We usually start training dogs as puppies to keep our homes intact and establish expectations for behavior. However, we don’t always acquire a canine companion in infancy or adolescence. Adopting an older hound is a noble feat, but training is still necessary. Can you teach an old dog new tricks? Of course you can, it’s never too late to train your dog!
Here is a guide to training a senior dog to help your furry friend adjust to the rules and expected behaviors.
Avoid Scolding Your Dog
Of course, there are probably going to be times when you’re dissatisfied with your pup’s actions and you’ll want to let them know. However, reserve your scolding for times of necessity. If your dog responds to calls and commands, regardless of how long it takes, they need to be praised. Positive reinforcement will help to build trust and reinforce your senior’s dog good behavior.
In an older rescue dog, it’s possible that they have some bad habits that you need to correct. If you’re teaching your dog how to behave and “untrain” those bad habits, be patient. It will likely take time for your older dog to catch on. Be consistent with your corrections and be gentle.
Training a Disabled Dog
Some mature pups have mobility issues that hinder their abilities to hop to. A special needs is just as capable of being trained as a “normal” dog. If you are seeing signs of this as your dog attempts to move, make adjustments to the command and provide them with mobility aids for support. Consider the use of a belly sling for your dog to help lift your pup’s body and to ease discomfort and help your dog respond easier and quicker.
When training a special needs dog understand that they may not physically be able to do every command. For example a dog in a wheelchair won’t be able to sit on command, but they can learn to stop and stay. Training a dog in a wheelchair is possible, but be ready to adapt and change the commands to tasks your dog can actually do. Plenty of wheelchair dogs pass their canine good citizen test every year to become fully trained therapy dogs.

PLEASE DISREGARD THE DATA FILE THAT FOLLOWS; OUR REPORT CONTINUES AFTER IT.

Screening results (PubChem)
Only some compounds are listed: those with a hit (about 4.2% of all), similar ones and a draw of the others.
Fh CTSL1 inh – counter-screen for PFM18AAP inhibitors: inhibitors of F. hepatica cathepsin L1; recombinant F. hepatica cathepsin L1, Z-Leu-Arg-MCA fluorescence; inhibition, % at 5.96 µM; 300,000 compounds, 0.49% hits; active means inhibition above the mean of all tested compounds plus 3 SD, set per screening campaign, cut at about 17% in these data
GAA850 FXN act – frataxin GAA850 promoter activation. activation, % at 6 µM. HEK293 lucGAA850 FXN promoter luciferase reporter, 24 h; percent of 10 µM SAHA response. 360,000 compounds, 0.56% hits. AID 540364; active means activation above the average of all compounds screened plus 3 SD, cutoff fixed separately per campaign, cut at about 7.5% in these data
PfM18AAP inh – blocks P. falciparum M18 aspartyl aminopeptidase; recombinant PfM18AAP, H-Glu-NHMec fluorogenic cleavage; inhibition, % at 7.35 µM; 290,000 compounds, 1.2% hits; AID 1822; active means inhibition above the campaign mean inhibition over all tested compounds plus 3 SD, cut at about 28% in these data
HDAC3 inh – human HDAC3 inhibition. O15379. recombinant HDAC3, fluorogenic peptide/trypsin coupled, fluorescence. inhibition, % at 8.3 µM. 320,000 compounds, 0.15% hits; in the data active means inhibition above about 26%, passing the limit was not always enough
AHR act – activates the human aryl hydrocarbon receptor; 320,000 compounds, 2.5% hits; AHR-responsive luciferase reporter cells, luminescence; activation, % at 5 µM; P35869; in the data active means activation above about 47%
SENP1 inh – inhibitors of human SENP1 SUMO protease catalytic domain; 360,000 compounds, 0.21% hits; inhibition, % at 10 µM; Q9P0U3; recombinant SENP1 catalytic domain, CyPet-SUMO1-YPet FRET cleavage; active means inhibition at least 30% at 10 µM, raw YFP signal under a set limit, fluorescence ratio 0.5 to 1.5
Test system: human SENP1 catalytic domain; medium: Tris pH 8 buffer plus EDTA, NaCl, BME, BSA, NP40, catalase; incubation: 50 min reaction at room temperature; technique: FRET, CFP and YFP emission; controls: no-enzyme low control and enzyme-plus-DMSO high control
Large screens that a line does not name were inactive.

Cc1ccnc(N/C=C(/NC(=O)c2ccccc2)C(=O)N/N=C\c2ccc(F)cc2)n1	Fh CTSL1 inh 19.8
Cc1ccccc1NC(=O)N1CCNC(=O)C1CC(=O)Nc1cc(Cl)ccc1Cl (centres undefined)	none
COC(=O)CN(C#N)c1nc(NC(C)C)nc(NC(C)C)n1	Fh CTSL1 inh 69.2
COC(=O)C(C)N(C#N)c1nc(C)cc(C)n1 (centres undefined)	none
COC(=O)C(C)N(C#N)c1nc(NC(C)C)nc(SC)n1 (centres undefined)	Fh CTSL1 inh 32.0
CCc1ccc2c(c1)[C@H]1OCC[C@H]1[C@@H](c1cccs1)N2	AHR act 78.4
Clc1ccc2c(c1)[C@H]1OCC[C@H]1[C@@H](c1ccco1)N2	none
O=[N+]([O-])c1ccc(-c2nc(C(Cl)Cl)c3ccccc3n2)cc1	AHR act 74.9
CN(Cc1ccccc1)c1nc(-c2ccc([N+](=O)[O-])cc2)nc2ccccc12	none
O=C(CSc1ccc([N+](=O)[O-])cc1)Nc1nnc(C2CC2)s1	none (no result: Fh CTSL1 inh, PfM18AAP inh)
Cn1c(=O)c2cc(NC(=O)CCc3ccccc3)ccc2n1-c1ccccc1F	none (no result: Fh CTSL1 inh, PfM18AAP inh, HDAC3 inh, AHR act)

It’s essential to use consistent cues to help your dog understand commands. Using the same words such as “come,” “paw,” and “go outside” in the same tone of voice allows your canine to build a comprehension based on sounds. If you choose to use a whistle, use it consistently and know that a dog’s sensitive hearing can hear it from far away. Blow with caution, purpose, and recognize that it is difficult to decipher tone or feeling through a whistling sound. If you’re angry or upset, your voice town may be better at conveying that.
Learn which treats your dog really loves and use these to positively reinforce good behaviors. Since your dog is on the older side, be sure to looks closely at the treat ingredients to ensure there isn’t anything that will lead to an upset stomach. Having enticing rewards for good behavior helps establish a strong recall. Consider high-value treats like meats and peanut butter for an especially good job.
Additionally, be sure to make calling your dog’s name something associated with positive and negative behavior. If you only call him when he’s in trouble or needs grooming, he’ll build a negative association with this command. This can be difficult to reverse. Try to call your pup’s name when you’re running around and having fun as well to ensure they know they’re loved and you appreciate their response to the command.
We hope this guide to training a senior dog proves helpful. It can take months to get your pup where you’d like them to be, but mature dogs honestly have better attention and self-control to get this down. You may not know your dog’s history, so tread lightly on scolding, and above all else, enjoy each other’s company. As things start to normalize, lengthen the leash a little and give your pup a little control and room to explore and enjoy life. This will all be worth it as you both come to an understanding.